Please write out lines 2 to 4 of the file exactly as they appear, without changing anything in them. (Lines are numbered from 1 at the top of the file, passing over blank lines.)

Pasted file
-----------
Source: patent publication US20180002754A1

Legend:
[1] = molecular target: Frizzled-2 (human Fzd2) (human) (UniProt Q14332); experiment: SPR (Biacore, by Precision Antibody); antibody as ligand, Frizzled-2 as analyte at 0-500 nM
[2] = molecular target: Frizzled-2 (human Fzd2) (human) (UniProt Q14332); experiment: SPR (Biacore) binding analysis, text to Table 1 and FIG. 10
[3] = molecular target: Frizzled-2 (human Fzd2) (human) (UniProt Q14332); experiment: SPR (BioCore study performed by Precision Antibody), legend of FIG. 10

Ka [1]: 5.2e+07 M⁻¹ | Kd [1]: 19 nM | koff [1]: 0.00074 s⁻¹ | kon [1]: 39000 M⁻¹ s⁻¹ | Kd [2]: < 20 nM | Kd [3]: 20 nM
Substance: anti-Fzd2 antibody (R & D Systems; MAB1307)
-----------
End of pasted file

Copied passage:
Legend:
[1] = molecular target: Frizzled-2 (human Fzd2) (human) (UniProt Q14332); experiment: SPR (Biacore, by Precision Antibody); antibody as ligand, Frizzled-2 as analyte at 0-500 nM
[2] = molecular target: Frizzled-2 (human Fzd2) (human) (UniProt Q14332); experiment: SPR (Biacore) binding analysis, text to Table 1 and FIG. 10